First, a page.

WASHINGTON — The U.S. Army and Defense Logistics Agency will both seek reimbursement on millions of dollars from contractor TransDigm, following a report by the Defense Department Office of Inspector General into the company’s contracts with the Pentagon.

TransDigm, which produces specialized parts for aircraft such as pumps, valves and batteries, earned “excess profit” for 112 of 113 contracts reviewed by the IG’s office, per a report released Wednesday. The IG found the company received $16.1 million in excess profit between January 2015 and January 2017, with a cost that could go up due to the need for spare parts in the future.

The 112 contracts, signed with the Army or DLA, had profit margins ranging from 17 to a whopping 4,451 percent; the IG’s office considers profit percentages of 15 percent or below to be “reasonable.”

As a result, the IG recommended the two Pentagon agencies request voluntary refunds from the contractor, a move that both offices agreed to.

In a statement, TransDigm’s director of investor relations, Liza Sabol, said the company “has been and remains committed to conducting business within the framework of applicable laws and regulations. The OIG report does not make any assertion of wrongdoing on TransDigm’s part with respect to its pricing. The request for refund is voluntary and we have not determined yet whether we will make a refund.”

“We value our business with the U.S. government and look forward to working with the DoD and other government agencies to satisfy the government’s requirements and to continue to provide good value by supplying reliable, high quality products and technical solutions delivered on time to support the U.S. military as it further advances its critical missions,” Sabol added.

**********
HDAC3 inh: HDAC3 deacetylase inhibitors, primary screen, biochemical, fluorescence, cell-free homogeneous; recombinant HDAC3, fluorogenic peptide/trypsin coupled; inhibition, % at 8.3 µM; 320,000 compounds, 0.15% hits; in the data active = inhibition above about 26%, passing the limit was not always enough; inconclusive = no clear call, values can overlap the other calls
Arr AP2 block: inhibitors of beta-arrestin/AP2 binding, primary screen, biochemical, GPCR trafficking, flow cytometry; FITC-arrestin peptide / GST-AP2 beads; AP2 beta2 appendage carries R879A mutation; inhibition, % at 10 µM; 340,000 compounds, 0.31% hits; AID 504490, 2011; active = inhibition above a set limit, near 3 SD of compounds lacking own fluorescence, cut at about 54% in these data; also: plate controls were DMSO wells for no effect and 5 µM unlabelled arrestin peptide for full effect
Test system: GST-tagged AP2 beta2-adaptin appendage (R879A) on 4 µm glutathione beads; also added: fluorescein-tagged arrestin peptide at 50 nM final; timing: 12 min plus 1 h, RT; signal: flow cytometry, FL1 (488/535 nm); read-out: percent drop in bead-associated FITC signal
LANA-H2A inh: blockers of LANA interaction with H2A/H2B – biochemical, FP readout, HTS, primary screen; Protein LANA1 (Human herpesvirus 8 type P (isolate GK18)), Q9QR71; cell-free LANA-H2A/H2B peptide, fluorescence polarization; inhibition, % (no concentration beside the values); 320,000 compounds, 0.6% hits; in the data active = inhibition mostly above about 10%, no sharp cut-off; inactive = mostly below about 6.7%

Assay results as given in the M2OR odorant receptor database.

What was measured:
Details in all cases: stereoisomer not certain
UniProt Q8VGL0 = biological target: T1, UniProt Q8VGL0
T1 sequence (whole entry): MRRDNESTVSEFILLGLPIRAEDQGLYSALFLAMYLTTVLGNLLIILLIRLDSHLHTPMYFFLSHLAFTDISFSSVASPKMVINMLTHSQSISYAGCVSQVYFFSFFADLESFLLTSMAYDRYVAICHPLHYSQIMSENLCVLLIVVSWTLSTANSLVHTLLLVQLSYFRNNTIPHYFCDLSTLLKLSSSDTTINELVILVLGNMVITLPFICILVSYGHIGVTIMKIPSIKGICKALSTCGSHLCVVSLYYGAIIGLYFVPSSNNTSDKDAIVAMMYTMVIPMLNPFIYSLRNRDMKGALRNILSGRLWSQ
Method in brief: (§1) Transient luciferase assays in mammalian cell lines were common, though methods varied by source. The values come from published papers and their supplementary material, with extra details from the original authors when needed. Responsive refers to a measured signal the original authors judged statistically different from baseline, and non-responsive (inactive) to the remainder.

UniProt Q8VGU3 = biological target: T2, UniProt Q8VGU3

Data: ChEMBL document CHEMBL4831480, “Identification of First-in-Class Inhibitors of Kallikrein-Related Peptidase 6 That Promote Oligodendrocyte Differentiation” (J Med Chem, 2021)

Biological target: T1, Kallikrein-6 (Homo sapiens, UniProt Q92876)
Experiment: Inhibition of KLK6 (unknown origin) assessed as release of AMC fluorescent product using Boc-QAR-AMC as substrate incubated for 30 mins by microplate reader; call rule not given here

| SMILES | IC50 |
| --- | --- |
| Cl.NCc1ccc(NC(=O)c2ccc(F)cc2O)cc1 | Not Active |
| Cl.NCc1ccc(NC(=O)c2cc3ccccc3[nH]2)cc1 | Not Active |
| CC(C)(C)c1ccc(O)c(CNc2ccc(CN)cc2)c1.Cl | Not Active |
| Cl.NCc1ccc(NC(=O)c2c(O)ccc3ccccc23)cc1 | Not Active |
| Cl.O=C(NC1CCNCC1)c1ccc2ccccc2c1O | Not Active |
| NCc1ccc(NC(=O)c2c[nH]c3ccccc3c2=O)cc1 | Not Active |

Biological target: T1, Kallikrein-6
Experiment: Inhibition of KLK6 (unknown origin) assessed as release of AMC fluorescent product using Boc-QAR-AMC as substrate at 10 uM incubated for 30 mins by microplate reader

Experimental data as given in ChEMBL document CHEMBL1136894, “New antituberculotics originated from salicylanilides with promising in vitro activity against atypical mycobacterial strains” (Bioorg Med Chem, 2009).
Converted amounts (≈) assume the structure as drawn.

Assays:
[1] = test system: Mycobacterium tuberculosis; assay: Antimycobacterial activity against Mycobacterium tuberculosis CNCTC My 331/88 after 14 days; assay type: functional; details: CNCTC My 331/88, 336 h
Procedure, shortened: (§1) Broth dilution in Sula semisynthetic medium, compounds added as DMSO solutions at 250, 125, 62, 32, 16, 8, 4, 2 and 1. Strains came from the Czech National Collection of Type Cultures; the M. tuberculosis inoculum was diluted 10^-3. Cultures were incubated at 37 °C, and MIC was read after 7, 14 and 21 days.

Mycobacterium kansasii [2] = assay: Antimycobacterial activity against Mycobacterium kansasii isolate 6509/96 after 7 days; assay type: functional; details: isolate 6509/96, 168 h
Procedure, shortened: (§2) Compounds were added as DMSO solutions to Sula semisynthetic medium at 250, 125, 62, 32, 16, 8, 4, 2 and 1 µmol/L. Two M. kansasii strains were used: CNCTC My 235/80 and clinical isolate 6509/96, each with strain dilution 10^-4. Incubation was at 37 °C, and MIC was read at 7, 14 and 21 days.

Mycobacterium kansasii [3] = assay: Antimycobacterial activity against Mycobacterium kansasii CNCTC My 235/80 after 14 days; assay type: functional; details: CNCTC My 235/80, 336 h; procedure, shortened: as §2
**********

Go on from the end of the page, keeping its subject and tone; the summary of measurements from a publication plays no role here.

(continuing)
By Pentagon standards, $16.1 million isn’t a lot of cash. But the investigation is symbolic in many ways of the attempts, both internal to the department and external from Congress, to clean up the famously messy acquisition system. It also comes just months after the department’s first-ever audit identified major challenges with the inventory system for parts.

The IG report was requested by Democrats Sen. Elizabeth Warren of Massachusetts, Rep. Ro Khanna of California and Rep. Tim Ryan of Ohio, who issued a joint statement saying “the audit’s findings clearly show that egregiously excessive profit was the norm on virtually all of TransDigm’s contracts and parts."

“We also look forward to the completion of the GAO report on monopolistic practices in the military spare parts market that we requested in the FY18 NDAA [National Defense Authorization Act] to see if there are more TransDigms out there,” the lawmakers added.

Notably, investigators stressed that the overcharging was not the fault of department workers, who followed the pricing guidelines as written. However, those guidelines were not applicable as planned for the company TransDigm for two reasons.

First, the IG found that “prices for parts had become inflated over time, and some parts appeared to be inflated at the time the Government first purchased the part further compounding the excess profits.”

And second, TransDigm was “the only manufacturer at the time for the majority of the parts competitively awarded, giving TransDigm the opportunity to set the market price for those parts because the other competitors planned to buy the parts from TransDigm before selling them to the DLA.”

At times, the contractor also refused to turn over cost data that would have helped the contracting officers, the IG found.

Aaron Mehta was deputy editor and senior Pentagon correspondent for Defense News, covering policy, strategy and acquisition at the highest levels of the Defense Department and its international partners.

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